Reviewing the reviewers: the quality of reporting in three secondary journals.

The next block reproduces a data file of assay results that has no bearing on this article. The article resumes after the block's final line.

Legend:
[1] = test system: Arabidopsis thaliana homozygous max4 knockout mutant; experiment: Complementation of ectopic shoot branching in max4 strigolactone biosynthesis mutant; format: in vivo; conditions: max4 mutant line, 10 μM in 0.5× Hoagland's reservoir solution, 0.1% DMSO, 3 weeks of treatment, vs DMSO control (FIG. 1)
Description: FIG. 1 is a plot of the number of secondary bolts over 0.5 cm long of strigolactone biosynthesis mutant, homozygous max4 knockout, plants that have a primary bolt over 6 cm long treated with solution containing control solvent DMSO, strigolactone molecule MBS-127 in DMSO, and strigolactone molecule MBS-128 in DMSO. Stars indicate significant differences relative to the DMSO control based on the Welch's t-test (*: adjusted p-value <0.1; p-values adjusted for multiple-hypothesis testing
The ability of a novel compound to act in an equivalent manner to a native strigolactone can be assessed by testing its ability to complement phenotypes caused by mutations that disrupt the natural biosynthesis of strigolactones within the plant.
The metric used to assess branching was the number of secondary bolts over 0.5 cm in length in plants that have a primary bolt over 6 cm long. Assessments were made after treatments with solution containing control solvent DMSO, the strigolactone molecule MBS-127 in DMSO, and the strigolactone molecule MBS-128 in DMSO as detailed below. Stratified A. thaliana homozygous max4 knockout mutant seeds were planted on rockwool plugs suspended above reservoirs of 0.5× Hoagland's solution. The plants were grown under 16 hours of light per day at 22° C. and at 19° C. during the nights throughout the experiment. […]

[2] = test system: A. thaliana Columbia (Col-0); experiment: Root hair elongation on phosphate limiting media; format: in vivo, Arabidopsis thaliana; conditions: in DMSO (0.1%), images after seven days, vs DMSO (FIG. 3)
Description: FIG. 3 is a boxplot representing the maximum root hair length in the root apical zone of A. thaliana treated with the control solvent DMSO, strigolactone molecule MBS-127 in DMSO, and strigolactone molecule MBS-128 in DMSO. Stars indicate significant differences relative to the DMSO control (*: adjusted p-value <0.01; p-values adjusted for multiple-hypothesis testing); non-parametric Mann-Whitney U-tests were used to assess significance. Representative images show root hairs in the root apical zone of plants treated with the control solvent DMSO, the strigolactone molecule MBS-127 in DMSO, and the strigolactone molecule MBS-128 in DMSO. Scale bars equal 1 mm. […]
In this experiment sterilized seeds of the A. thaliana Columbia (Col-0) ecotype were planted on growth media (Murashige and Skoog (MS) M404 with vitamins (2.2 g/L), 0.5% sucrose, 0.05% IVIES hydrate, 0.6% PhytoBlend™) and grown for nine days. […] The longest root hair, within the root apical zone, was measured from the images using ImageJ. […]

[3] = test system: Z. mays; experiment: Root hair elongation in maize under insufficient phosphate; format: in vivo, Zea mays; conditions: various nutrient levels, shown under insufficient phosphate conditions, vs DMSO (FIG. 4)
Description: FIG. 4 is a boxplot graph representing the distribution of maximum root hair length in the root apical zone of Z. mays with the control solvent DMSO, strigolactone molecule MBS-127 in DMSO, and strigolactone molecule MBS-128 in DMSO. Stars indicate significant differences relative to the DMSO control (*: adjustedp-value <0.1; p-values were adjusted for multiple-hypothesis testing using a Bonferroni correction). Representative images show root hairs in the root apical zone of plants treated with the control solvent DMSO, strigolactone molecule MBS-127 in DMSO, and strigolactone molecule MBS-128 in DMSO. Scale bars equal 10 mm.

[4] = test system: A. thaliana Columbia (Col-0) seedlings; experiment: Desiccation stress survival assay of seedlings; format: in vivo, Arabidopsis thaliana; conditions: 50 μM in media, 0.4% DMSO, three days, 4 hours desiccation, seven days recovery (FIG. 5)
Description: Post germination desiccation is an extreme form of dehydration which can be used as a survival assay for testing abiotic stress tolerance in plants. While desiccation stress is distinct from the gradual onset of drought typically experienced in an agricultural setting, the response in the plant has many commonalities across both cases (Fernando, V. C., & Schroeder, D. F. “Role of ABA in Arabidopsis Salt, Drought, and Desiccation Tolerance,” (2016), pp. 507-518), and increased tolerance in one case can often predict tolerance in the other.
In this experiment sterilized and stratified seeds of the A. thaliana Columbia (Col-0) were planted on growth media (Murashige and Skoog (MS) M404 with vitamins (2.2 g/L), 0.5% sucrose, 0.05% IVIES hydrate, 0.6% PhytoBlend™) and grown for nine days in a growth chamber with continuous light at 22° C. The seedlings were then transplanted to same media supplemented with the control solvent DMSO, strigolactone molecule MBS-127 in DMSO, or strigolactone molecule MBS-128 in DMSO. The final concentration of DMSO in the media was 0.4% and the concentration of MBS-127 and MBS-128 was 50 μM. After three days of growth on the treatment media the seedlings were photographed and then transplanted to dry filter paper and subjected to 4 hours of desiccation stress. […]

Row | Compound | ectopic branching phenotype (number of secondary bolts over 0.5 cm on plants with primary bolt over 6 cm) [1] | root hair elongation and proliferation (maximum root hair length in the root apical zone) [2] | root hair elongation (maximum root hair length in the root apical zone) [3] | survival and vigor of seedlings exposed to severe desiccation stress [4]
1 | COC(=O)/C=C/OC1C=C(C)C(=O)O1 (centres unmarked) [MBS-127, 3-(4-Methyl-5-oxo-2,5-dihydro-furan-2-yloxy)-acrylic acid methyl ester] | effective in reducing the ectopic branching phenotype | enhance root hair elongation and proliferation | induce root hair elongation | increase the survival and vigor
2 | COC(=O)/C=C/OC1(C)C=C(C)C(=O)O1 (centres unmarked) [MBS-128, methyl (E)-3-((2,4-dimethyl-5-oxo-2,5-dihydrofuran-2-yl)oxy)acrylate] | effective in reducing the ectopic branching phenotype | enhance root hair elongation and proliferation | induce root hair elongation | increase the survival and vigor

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BACKGROUND: Secondary journals such as ACP Journal Club (ACP), Journal Watch (JW) and Internal Medicine Alert (IMA) have enormous potential to help clinicians remain up to date with medical knowledge. However, for clinicians to evaluate the validity and applicability of new findings, they need information on the study design, methodology and results. METHODS: Beginning with the first issue in March 1997, we selected 50 consecutive summaries of studies addressing therapy or prevention and internal medicine content from each of the ACP, JW and IMA. We evaluated the summaries for completeness of reporting key aspects of study design, methodology and results. RESULTS: All of the summaries in ACP reported study design, as compared with 72% of the summaries in JW and IMA (p < 0.001). In summaries of randomized controlled trials the 3 secondary journals were similar in reporting concealment of patient allocation (none reported this), blinding status of participants (ACP 62%, JW 70% and IMA 70% [p = 0.7]), blinding status of health care providers (ACP 12%, JW 4% and IMA 4% [p = 0.4]) and blinding status of judicial assessors of outcomes (ACP 4%, JW 4% and IMA 0% [p = 0.4]). ACP was the only one to report whether investigators conducted an intention-to-treat analysis (in 38% of summaries [p < 0.001]), and it was more likely than the other 2 journals to report the precision of the treatment effect (as a p value or 95% confidence interval) (ACP 100%, JW 0% and IMA 55% [p < 0.001]). INTERPRETATION: Although ACP provided more information on study design, methodology and results, all 3 secondary journals often omitted important information. More complete reporting is necessary for secondary journals to fulfill their potential to help clinicians evaluate the medical literature.